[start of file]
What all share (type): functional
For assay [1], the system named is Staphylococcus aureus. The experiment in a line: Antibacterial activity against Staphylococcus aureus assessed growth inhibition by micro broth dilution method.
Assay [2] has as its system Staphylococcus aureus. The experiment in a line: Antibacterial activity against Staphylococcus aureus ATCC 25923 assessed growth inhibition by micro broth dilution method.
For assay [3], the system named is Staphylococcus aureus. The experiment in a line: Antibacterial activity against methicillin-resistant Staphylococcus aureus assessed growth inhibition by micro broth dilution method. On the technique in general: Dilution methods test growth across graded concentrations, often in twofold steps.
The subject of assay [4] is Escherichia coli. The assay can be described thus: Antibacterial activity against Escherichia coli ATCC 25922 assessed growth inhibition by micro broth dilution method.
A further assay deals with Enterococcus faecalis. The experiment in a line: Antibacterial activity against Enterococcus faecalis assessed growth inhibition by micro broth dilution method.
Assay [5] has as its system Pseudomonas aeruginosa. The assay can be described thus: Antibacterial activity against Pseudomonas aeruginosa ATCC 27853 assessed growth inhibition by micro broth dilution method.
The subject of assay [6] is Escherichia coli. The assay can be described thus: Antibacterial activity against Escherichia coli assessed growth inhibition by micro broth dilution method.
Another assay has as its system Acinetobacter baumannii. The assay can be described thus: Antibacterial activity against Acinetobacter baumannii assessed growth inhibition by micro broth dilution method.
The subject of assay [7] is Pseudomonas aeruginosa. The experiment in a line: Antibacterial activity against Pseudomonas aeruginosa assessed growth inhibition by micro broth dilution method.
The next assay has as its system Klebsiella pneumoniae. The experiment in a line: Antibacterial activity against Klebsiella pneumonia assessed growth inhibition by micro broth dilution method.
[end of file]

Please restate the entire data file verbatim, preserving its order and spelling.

What all share (type): functional
For assay [1], the system named is Staphylococcus aureus. The experiment in a line: Antibacterial activity against Staphylococcus aureus assessed growth inhibition by micro broth dilution method.
Assay [2] has as its system Staphylococcus aureus. The experiment in a line: Antibacterial activity against Staphylococcus aureus ATCC 25923 assessed growth inhibition by micro broth dilution method.
For assay [3], the system named is Staphylococcus aureus. The experiment in a line: Antibacterial activity against methicillin-resistant Staphylococcus aureus assessed growth inhibition by micro broth dilution method. On the technique in general: Dilution methods test growth across graded concentrations, often in twofold steps.
The subject of assay [4] is Escherichia coli. The assay can be described thus: Antibacterial activity against Escherichia coli ATCC 25922 assessed growth inhibition by micro broth dilution method.
A further assay deals with Enterococcus faecalis. The experiment in a line: Antibacterial activity against Enterococcus faecalis assessed growth inhibition by micro broth dilution method.
Assay [5] has as its system Pseudomonas aeruginosa. The assay can be described thus: Antibacterial activity against Pseudomonas aeruginosa ATCC 27853 assessed growth inhibition by micro broth dilution method.
The subject of assay [6] is Escherichia coli. The assay can be described thus: Antibacterial activity against Escherichia coli assessed growth inhibition by micro broth dilution method.
Another assay has as its system Acinetobacter baumannii. The assay can be described thus: Antibacterial activity against Acinetobacter baumannii assessed growth inhibition by micro broth dilution method.
The subject of assay [7] is Pseudomonas aeruginosa. The experiment in a line: Antibacterial activity against Pseudomonas aeruginosa assessed growth inhibition by micro broth dilution method.
The next assay has as its system Klebsiella pneumoniae. The experiment in a line: Antibacterial activity against Klebsiella pneumonia assessed growth inhibition by micro broth dilution method.